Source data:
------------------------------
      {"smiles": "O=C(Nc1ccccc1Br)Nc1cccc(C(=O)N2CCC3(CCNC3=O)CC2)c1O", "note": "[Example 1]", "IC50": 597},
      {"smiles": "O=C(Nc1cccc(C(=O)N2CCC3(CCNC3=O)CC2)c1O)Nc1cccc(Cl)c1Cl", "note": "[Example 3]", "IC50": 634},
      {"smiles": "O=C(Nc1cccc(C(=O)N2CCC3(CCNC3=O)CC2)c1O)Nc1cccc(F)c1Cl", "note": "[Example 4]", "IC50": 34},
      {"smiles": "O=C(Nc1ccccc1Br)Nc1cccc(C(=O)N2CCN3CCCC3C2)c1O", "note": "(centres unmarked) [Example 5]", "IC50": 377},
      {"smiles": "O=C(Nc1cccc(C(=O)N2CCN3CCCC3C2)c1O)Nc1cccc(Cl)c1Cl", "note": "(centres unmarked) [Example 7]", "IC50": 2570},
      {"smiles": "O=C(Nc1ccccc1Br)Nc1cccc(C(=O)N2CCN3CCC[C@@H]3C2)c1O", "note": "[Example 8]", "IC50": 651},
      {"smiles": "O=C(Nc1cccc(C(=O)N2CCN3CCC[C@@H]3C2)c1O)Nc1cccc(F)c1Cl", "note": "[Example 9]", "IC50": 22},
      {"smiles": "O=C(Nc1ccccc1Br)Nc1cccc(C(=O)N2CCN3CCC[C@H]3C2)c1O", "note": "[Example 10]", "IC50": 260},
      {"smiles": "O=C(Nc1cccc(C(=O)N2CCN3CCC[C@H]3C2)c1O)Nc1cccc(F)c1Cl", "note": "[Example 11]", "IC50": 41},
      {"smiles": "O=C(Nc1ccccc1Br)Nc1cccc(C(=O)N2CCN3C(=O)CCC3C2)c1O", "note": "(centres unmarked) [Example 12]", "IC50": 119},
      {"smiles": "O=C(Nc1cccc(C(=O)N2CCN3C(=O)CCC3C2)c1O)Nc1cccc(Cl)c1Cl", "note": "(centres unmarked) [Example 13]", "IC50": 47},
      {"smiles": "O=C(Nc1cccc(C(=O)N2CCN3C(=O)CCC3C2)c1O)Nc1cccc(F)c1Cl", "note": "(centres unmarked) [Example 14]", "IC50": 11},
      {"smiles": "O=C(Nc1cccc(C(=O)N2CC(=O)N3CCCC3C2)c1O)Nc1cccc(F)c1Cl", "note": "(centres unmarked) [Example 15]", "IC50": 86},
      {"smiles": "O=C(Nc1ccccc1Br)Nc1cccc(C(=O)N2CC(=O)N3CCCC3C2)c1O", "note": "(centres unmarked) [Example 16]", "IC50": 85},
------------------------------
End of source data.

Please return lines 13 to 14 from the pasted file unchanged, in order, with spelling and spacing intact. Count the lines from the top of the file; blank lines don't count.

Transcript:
      {"smiles": "O=C(Nc1cccc(C(=O)N2CC(=O)N3CCCC3C2)c1O)Nc1cccc(F)c1Cl", "note": "(centres unmarked) [Example 15]", "IC50": 86},
      {"smiles": "O=C(Nc1ccccc1Br)Nc1cccc(C(=O)N2CC(=O)N3CCCC3C2)c1O", "note": "(centres unmarked) [Example 16]", "IC50": 85},